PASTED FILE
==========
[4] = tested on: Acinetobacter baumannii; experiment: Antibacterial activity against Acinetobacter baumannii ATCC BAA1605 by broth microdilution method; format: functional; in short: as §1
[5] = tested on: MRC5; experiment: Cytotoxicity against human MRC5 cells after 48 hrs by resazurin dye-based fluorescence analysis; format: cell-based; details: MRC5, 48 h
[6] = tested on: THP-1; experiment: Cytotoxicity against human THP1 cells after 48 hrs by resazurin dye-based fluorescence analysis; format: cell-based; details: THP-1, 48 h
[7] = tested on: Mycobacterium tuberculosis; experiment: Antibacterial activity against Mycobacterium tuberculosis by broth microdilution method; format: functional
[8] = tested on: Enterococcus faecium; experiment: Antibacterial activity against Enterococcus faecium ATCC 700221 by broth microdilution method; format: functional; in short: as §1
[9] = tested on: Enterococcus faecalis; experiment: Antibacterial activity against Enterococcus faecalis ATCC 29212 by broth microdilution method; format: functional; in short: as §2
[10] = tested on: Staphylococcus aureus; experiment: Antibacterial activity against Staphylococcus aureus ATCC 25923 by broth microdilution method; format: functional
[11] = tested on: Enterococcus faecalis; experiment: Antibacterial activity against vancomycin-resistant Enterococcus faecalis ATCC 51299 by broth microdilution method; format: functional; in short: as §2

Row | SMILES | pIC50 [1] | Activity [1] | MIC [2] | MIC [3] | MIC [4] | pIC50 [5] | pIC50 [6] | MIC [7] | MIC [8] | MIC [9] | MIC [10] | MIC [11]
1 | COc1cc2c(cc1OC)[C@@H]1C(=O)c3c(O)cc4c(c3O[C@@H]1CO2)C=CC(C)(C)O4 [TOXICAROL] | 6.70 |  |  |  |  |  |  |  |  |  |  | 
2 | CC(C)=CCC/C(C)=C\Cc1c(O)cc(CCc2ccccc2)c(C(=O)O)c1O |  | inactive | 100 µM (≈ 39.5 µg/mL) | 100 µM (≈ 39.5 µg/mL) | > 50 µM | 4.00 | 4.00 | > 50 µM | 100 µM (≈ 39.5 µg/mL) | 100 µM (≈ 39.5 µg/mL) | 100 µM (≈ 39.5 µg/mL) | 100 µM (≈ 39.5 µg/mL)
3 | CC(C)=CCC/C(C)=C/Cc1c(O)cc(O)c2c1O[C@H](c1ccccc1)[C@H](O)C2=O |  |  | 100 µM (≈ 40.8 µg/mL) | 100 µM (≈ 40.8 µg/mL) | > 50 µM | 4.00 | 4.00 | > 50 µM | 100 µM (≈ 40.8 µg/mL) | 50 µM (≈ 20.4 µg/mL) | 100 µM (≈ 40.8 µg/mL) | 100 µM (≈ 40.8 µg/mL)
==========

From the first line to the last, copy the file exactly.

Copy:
[4] = tested on: Acinetobacter baumannii; experiment: Antibacterial activity against Acinetobacter baumannii ATCC BAA1605 by broth microdilution method; format: functional; in short: as §1
[5] = tested on: MRC5; experiment: Cytotoxicity against human MRC5 cells after 48 hrs by resazurin dye-based fluorescence analysis; format: cell-based; details: MRC5, 48 h
[6] = tested on: THP-1; experiment: Cytotoxicity against human THP1 cells after 48 hrs by resazurin dye-based fluorescence analysis; format: cell-based; details: THP-1, 48 h
[7] = tested on: Mycobacterium tuberculosis; experiment: Antibacterial activity against Mycobacterium tuberculosis by broth microdilution method; format: functional
[8] = tested on: Enterococcus faecium; experiment: Antibacterial activity against Enterococcus faecium ATCC 700221 by broth microdilution method; format: functional; in short: as §1
[9] = tested on: Enterococcus faecalis; experiment: Antibacterial activity against Enterococcus faecalis ATCC 29212 by broth microdilution method; format: functional; in short: as §2
[10] = tested on: Staphylococcus aureus; experiment: Antibacterial activity against Staphylococcus aureus ATCC 25923 by broth microdilution method; format: functional
[11] = tested on: Enterococcus faecalis; experiment: Antibacterial activity against vancomycin-resistant Enterococcus faecalis ATCC 51299 by broth microdilution method; format: functional; in short: as §2

Row | SMILES | pIC50 [1] | Activity [1] | MIC [2] | MIC [3] | MIC [4] | pIC50 [5] | pIC50 [6] | MIC [7] | MIC [8] | MIC [9] | MIC [10] | MIC [11]
1 | COc1cc2c(cc1OC)[C@@H]1C(=O)c3c(O)cc4c(c3O[C@@H]1CO2)C=CC(C)(C)O4 [TOXICAROL] | 6.70 |  |  |  |  |  |  |  |  |  |  | 
2 | CC(C)=CCC/C(C)=C\Cc1c(O)cc(CCc2ccccc2)c(C(=O)O)c1O |  | inactive | 100 µM (≈ 39.5 µg/mL) | 100 µM (≈ 39.5 µg/mL) | > 50 µM | 4.00 | 4.00 | > 50 µM | 100 µM (≈ 39.5 µg/mL) | 100 µM (≈ 39.5 µg/mL) | 100 µM (≈ 39.5 µg/mL) | 100 µM (≈ 39.5 µg/mL)
3 | CC(C)=CCC/C(C)=C/Cc1c(O)cc(O)c2c1O[C@H](c1ccccc1)[C@H](O)C2=O |  |  | 100 µM (≈ 40.8 µg/mL) | 100 µM (≈ 40.8 µg/mL) | > 50 µM | 4.00 | 4.00 | > 50 µM | 100 µM (≈ 40.8 µg/mL) | 50 µM (≈ 20.4 µg/mL) | 100 µM (≈ 40.8 µg/mL) | 100 µM (≈ 40.8 µg/mL)